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May 31, 2011

Oregon Senate Votes Unanimously to Protect Sharks

SALEM, Ore. – The Humane Society of the United States commends the Oregon State Senate for passing HB 2838, sponsored by Rep. Brad Witt, D-Clatskanie, which prohibits people from possessing, selling, trading or distributing shark fins. The state House of Representatives approved the measure in April and it now heads back to the House for a concurrence vote before being sent to Gov. John Kitzhaber for his consideration. The bill was approved unanimously by both chambers.

More than 73 million sharks are killed annually primarily for their fins, which are often harvested through “finning,” a practice that involves slicing off the fins of a shark and discarding the animal at sea to drown or bleed to death. Unsustainable fishing methods have led some shark populations to decline by as much as 99 percent in recent decades.

“The unanimous votes by both chambers of the Oregon State Legislature send an unequivocal message that our state will not tolerate the cruel and wasteful practice of shark finning,” said Scott Beckstead, senior state director for The HSUS in Oregon. “We commend Oregon’s lawmakers for taking a stand for the world’s top oceanic predators, and are especially grateful to Representative Witt for his leadership by introducing this bill and shepherding it through the legislative process.”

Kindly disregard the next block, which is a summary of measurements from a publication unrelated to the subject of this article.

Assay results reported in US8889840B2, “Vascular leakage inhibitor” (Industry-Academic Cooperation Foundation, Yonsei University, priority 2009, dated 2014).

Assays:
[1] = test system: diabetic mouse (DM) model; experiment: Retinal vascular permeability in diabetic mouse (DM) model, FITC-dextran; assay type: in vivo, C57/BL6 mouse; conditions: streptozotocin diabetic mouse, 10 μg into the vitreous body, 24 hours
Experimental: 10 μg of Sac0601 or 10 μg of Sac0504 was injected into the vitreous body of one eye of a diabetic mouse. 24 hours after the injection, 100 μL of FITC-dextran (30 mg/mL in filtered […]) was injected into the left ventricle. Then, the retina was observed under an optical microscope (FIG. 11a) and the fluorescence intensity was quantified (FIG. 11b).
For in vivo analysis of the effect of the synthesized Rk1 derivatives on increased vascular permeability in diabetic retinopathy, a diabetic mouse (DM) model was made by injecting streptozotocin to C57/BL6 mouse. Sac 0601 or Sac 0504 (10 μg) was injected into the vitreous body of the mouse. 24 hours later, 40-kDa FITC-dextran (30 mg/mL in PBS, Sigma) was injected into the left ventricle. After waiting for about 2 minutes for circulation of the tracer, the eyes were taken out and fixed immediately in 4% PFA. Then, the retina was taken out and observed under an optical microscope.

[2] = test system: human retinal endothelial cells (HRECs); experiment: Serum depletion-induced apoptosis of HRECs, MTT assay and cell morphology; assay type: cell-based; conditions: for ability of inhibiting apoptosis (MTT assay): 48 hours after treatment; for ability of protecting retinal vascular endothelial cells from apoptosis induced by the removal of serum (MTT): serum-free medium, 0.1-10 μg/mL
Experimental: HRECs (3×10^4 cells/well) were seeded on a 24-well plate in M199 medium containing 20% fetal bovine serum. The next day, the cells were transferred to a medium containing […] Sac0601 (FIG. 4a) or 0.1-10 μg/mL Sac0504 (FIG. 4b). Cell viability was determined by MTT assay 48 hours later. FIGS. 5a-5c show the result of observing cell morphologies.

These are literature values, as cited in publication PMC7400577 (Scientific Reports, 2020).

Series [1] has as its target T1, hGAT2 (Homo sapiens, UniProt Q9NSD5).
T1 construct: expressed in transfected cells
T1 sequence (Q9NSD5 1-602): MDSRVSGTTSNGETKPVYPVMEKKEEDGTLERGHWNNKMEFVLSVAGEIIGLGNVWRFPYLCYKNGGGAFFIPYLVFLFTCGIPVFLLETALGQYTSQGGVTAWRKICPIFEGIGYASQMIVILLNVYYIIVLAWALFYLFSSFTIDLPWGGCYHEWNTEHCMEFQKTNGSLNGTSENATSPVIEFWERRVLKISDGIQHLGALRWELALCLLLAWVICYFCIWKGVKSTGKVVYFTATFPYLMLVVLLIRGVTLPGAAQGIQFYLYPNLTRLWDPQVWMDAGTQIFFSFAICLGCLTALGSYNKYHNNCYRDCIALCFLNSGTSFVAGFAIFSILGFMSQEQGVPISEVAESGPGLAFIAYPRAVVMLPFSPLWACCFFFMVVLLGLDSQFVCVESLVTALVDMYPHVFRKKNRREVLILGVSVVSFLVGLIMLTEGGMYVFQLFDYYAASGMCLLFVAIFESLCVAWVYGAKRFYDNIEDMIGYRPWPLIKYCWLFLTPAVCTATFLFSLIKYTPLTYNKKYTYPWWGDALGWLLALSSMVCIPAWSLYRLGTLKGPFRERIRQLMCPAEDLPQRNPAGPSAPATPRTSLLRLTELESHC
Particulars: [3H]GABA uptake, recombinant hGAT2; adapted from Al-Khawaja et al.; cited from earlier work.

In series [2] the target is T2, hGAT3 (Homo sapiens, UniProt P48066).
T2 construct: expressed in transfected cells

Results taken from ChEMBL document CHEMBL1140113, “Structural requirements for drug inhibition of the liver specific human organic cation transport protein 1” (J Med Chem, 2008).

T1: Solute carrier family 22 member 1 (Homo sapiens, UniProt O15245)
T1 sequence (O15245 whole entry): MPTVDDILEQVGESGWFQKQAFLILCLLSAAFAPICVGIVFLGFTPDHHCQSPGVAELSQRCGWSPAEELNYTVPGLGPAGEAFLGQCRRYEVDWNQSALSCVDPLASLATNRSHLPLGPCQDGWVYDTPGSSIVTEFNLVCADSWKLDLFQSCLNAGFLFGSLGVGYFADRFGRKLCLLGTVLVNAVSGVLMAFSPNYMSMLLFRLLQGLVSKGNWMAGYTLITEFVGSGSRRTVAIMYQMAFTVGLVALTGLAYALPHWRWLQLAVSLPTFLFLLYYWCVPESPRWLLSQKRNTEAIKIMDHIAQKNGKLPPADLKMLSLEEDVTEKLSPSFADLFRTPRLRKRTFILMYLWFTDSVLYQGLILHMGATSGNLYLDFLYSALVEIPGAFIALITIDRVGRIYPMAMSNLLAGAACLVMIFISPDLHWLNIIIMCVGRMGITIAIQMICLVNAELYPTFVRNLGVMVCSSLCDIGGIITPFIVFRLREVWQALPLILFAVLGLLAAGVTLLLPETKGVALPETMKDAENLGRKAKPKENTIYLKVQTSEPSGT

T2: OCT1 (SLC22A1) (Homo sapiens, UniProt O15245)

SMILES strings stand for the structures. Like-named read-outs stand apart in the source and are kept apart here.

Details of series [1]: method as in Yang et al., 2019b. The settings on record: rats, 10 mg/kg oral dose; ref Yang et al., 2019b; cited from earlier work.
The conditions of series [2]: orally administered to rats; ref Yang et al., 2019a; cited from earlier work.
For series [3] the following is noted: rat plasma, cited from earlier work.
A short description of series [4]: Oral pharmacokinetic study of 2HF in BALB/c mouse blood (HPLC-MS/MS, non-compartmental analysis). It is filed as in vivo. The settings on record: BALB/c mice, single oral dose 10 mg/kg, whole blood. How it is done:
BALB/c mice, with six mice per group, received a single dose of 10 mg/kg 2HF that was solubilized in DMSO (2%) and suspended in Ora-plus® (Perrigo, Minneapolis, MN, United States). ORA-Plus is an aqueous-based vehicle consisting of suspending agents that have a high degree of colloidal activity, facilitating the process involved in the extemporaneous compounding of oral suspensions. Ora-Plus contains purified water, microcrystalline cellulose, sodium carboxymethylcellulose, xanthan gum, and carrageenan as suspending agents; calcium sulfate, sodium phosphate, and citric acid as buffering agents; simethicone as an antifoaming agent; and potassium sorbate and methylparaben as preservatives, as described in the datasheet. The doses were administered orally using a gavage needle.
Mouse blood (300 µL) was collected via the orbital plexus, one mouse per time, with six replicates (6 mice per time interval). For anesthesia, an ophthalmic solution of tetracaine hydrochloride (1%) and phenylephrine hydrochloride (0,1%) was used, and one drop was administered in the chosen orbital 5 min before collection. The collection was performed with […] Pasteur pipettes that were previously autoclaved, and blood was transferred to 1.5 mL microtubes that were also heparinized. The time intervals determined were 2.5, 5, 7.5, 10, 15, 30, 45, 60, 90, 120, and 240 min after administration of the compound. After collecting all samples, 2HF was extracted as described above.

Similar laws banning the sale of shark fin products have been passed in Hawaii, Washington, the Northern Mariana Islands and Guam, and one is before the legislature in California. Additionally, in January, President Obama signed the Shark Conservation Act which strengthens the federal law to combat shark finning at sea.

Often the most expensive item on restaurant menus, shark fin soup is customarily served at Chinese weddings or banquets. The status symbol associated with consuming shark fins is the main driver of the multi-billion dollar international shark fin trade. The dish is highly controversial because of the manner in which shark fins are harvested and the precarious status of many shark populations.

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The Humane Society of the United States is the nation's largest animal protection organization — backed by 11 million Americans, or one of every 28. For more than a half-century, The HSUS has been fighting for the protection of all animals through advocacy, education and hands-on programs. Celebrating animals and confronting cruelty — On the Web at humanesociety.org.

 

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